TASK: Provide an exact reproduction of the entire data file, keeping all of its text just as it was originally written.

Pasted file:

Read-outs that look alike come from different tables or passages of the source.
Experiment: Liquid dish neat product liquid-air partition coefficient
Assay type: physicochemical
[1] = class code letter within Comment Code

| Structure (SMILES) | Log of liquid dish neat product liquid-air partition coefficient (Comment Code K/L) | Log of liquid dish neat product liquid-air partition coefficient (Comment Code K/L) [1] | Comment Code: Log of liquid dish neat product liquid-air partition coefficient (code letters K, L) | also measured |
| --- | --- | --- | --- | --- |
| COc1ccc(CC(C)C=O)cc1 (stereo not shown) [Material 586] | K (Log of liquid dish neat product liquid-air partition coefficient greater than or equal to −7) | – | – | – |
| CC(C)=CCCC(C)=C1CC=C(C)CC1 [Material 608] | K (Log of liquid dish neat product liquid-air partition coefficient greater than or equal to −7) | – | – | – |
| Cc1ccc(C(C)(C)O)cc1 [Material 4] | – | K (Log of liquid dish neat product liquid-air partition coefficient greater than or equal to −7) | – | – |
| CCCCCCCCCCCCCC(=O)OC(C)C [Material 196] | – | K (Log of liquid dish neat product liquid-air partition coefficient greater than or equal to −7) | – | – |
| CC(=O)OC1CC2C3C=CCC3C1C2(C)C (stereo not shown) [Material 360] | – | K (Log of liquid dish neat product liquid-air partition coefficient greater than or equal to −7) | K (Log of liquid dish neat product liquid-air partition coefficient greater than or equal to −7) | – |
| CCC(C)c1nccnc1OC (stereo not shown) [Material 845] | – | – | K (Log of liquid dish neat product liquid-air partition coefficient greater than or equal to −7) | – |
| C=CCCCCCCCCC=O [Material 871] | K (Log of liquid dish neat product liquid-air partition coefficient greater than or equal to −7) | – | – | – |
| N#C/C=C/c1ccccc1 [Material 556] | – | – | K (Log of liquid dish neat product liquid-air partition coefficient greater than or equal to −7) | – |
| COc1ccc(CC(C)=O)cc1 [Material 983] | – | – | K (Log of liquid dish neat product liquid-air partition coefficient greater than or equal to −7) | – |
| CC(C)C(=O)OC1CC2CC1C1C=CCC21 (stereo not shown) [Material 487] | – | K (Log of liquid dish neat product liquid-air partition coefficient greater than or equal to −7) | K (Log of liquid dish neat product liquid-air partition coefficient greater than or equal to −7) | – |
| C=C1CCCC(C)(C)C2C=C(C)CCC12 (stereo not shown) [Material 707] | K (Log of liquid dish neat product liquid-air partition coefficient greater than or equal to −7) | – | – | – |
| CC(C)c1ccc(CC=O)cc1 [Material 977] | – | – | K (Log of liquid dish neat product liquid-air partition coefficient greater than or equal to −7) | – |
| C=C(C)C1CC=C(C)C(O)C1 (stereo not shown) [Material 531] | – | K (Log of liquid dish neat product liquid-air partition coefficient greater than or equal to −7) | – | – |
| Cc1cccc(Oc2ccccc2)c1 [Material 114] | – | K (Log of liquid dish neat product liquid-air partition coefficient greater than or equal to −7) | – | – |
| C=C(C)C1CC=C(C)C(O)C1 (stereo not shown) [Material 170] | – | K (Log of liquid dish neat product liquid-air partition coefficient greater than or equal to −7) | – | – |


Read-outs that look alike come from different tables or passages of the source.
Experiment: Liquid dish neat product liquid-air partition coefficient
Assay type: physicochemical
[1] = class code letter within Comment Code

| Structure (SMILES) | Log of liquid dish neat product liquid-air partition coefficient (Comment Code K/L) | Log of liquid dish neat product liquid-air partition coefficient (Comment Code K/L) [1] | Comment Code: Log of liquid dish neat product liquid-air partition coefficient (code letters K, L) | also measured |
| --- | --- | --- | --- | --- |
| COc1ccc(CC(C)C=O)cc1 (stereo not shown) [Material 586] | K (Log of liquid dish neat product liquid-air partition coefficient greater than or equal to −7) | – | – | – |
| CC(C)=CCCC(C)=C1CC=C(C)CC1 [Material 608] | K (Log of liquid dish neat product liquid-air partition coefficient greater than or equal to −7) | – | – | – |
| Cc1ccc(C(C)(C)O)cc1 [Material 4] | – | K (Log of liquid dish neat product liquid-air partition coefficient greater than or equal to −7) | – | – |
| CCCCCCCCCCCCCC(=O)OC(C)C [Material 196] | – | K (Log of liquid dish neat product liquid-air partition coefficient greater than or equal to −7) | – | – |
| CC(=O)OC1CC2C3C=CCC3C1C2(C)C (stereo not shown) [Material 360] | – | K (Log of liquid dish neat product liquid-air partition coefficient greater than or equal to −7) | K (Log of liquid dish neat product liquid-air partition coefficient greater than or equal to −7) | – |
| CCC(C)c1nccnc1OC (stereo not shown) [Material 845] | – | – | K (Log of liquid dish neat product liquid-air partition coefficient greater than or equal to −7) | – |
| C=CCCCCCCCCC=O [Material 871] | K (Log of liquid dish neat product liquid-air partition coefficient greater than or equal to −7) | – | – | – |
| N#C/C=C/c1ccccc1 [Material 556] | – | – | K (Log of liquid dish neat product liquid-air partition coefficient greater than or equal to −7) | – |
| COc1ccc(CC(C)=O)cc1 [Material 983] | – | – | K (Log of liquid dish neat product liquid-air partition coefficient greater than or equal to −7) | – |
| CC(C)C(=O)OC1CC2CC1C1C=CCC21 (stereo not shown) [Material 487] | – | K (Log of liquid dish neat product liquid-air partition coefficient greater than or equal to −7) | K (Log of liquid dish neat product liquid-air partition coefficient greater than or equal to −7) | – |
| C=C1CCCC(C)(C)C2C=C(C)CCC12 (stereo not shown) [Material 707] | K (Log of liquid dish neat product liquid-air partition coefficient greater than or equal to −7) | – | – | – |
| CC(C)c1ccc(CC=O)cc1 [Material 977] | – | – | K (Log of liquid dish neat product liquid-air partition coefficient greater than or equal to −7) | – |
| C=C(C)C1CC=C(C)C(O)C1 (stereo not shown) [Material 531] | – | K (Log of liquid dish neat product liquid-air partition coefficient greater than or equal to −7) | – | – |
| Cc1cccc(Oc2ccccc2)c1 [Material 114] | – | K (Log of liquid dish neat product liquid-air partition coefficient greater than or equal to −7) | – | – |
| C=C(C)C1CC=C(C)C(O)C1 (stereo not shown) [Material 170] | – | K (Log of liquid dish neat product liquid-air partition coefficient greater than or equal to −7) | – | – |